Creating global prosperity without economic growth

Stop Feeding the Elephant

by Donnie Maclurcan and Jen Hinton on 15th October 2013

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The ‘Great Recession’ of the last few years has been fertile soil for the emergence of new economic initiatives. People worldwide have grown weary of the inequalities in our modern societies and many have come to understand that it is our current economic system that actually creates and exacerbates many of our problems. This revelation has opened many minds to different ways of thinking and acting in our personal lives and communities.  As a result, a significant wave of positive initiatives has taken off and accelerated all over the world. We must use this momentum for a new economy to face our greatest financial challenges, epitomized by the current US debt ceiling crisis.

Confronting Catastrophe

It’s likely you’ve heard it before, maybe even several times: if the US debt ceiling crisis is not resolved, the US federal government will default on its debt and the consequences will be catastrophic.  The Sydney Morning Herald reports that three of the world’s top bankers have acknowledged that a US default would be devastating for the entire global economy.  Chief economist of the International Monetary Fund, Olivier Blanchard, has said that if there is a failure to lift the nation’s debt ceiling “what is now a recovery would turn into a recession or even worse”.

Of course, it’s not very difficult to predict what all of the above-mentioned economists and bankers prescribe as the solution to the problem: raise the debt ceiling and focus on driving economic growth.  Some people are also talking about the need to reduce government spending in order to create a more reasonable budget, and that’s a praise-worthy goal.  But there is something fundamental and systemic that the vast majority of commentators, politicians and citizens are missing.

Feeding the Elephant in the Room

The debt-based money system (see fractional reserve banking for more) is the trunk of the infamous elephant in the room.  Interest being earned on the public debt and the money loaned into existence is the elephant’s head.  Our addiction to credit, and thus debt, are the ears.  The financial, social, political and ecological limits to growth are the legs.

However, this elephant isn’t just resting in the corner of the room, quietly minding its own business.  This elephant is growing bigger all the time.  Why?  Because we’re feeding it.  The elephant’s belly, from which all of these issues stem, is our compulsion to keep growing the economy, driven particularly by the maximization of private profit.

Our entire modern economy is built on the foundational concepts of profit maximization and accumulation of private wealth.  They are what drive interest rates, one person profiting from another’s debts (including debt-based money),  the prioritization of shareholder value over ecological stewardship,  as well as our casino culture and addiction to credit when we have no plan for how to repay it.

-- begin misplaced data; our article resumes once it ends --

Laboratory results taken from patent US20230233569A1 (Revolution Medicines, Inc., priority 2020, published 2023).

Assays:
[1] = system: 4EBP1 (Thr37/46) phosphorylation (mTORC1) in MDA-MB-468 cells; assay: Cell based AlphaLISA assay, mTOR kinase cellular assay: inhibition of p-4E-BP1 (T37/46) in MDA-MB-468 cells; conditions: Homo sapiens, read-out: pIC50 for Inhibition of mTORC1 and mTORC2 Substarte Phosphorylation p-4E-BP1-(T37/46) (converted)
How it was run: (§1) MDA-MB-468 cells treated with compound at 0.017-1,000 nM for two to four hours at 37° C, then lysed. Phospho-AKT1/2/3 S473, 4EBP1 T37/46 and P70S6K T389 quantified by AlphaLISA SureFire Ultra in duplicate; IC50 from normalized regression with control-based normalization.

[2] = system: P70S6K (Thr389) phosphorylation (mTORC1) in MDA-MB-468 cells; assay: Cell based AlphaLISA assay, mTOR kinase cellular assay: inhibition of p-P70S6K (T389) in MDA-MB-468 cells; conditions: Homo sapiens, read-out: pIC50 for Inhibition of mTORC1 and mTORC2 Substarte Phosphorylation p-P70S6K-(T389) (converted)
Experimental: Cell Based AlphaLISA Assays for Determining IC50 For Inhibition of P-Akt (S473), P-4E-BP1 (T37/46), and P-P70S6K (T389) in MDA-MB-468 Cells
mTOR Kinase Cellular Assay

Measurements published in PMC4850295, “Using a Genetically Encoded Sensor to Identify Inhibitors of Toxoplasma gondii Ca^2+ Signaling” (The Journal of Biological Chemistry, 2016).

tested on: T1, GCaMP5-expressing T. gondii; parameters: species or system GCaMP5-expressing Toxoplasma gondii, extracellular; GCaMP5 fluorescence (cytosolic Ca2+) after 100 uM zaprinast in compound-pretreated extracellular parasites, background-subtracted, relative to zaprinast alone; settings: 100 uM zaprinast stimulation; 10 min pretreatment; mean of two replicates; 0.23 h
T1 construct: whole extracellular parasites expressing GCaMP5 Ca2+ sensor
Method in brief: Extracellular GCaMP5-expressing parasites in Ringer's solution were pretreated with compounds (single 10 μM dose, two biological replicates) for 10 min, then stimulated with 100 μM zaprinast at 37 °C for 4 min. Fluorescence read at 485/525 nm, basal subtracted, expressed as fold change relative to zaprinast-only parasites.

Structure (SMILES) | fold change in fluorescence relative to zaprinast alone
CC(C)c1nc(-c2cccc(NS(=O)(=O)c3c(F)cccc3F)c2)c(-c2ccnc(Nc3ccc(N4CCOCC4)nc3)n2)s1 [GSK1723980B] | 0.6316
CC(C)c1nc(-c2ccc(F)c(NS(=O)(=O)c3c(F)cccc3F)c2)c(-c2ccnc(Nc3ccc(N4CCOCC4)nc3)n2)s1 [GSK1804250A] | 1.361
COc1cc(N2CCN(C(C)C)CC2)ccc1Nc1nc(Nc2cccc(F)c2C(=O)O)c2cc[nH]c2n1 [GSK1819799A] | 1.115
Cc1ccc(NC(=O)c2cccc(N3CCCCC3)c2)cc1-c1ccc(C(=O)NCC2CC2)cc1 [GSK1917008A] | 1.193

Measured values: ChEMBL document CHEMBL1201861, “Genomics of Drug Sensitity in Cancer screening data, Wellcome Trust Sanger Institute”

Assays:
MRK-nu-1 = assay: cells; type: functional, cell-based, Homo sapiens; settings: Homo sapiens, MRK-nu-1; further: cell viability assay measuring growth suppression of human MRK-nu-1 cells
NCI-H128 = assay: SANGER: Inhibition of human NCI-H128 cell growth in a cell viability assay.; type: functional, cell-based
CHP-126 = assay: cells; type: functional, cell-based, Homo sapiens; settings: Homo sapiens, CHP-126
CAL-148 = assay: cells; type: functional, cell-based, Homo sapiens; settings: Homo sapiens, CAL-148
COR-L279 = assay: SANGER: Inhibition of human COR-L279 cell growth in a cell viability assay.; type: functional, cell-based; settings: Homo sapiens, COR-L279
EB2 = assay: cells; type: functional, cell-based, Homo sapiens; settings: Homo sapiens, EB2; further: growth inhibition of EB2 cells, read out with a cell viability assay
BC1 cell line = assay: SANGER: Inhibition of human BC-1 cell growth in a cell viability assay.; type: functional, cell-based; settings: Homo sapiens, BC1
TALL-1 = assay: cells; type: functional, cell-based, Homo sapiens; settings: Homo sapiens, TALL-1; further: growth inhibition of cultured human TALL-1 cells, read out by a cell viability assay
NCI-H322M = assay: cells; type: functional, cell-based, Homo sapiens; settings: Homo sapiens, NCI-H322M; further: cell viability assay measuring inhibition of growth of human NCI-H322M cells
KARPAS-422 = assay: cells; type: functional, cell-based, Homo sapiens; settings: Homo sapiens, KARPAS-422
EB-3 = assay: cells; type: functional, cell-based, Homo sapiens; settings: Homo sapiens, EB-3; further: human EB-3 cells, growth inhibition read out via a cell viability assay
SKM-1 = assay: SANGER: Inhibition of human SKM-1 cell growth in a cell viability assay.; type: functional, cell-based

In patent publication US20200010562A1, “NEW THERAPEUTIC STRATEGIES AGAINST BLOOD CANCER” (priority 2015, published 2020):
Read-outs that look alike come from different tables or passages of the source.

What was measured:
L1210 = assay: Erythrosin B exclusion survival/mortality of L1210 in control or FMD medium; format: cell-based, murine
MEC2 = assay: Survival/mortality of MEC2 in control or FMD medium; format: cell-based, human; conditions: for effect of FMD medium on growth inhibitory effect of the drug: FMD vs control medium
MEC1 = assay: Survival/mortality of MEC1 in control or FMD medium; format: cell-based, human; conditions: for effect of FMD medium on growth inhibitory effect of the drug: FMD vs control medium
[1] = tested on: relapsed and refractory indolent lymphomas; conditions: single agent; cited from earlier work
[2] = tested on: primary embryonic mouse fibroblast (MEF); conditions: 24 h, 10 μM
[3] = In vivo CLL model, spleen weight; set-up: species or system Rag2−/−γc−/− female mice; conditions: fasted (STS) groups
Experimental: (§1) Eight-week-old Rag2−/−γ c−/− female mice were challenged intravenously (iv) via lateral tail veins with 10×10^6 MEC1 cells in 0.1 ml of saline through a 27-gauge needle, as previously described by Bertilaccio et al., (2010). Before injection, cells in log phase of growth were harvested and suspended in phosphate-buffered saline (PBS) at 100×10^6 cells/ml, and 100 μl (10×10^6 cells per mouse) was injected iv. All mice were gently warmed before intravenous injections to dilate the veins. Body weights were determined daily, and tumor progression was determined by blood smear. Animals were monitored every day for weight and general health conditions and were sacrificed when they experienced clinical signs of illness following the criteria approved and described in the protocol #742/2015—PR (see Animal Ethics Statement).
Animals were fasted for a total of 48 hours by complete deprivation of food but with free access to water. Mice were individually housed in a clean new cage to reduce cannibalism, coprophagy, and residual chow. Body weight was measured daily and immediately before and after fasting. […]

One doesn’t need an economics degree to know that the more money you borrow, the larger your repayments become. Thus, in the case of the U.S. government’s increasing levels of debt, even more growth is required to pay down the debt.  More pressure continues to be placed on a growing fault line. Even more frightening is that every time the debt rises, so too does the devastation that would be associated with systemic collapse.  The more promises the U.S. government makes and the more people trust those promises (like buying up government bonds), the greater the severity of the forthcoming crisis, because the losses will be more widespread.

Crisis after crisis will continue to hit until we stop feeding the elephant in the room.

A Not-for-Profit World Can Usher the Elephant Out

By all means, avoiding a U.S. government debt default is the best possible outcome in the short-term.  But let’s take this as a sign that it’s time to acknowledge the oversized pet in the living room and put it on a diet. Our common future lies with an economy beyond the accumulation of wealth and, therein, the debt structures that support this accumulation.  Our banking methods and the insatiable casino culture, together, have acted like a siphon, sucking wealth from the middle and lower classes and feeding it to the 1%.  In the past, societies had debt jubilees and the experience of potlatch (which, in some cases, still happens today) in the wisdom that there are social limits to inequality.  In the 21st century, we are rapidly approaching our social limits.

A sustainable way forward lies in the decentralization of wealth and power while building on existing market infrastructures.  Beyond some of the immediate steps we can take to usher in such a future, what kind of system would this actually be?

There is great hope for a Not-for-Profit World, in which every business has the fulfillment of social needs as its primary objective, supported by a solid plan for generating its own revenue.  For the first time in modern history we have the ingredients and momentum to create a world in which innovative, sustainable economies, with high levels of employment, thrive without the private profit motive.  And the more people see that the current system based on greed and self-interest is failing us all, the greater the chance that the winds of change will blow new seeds of creation into the fertile soil of our discontent.

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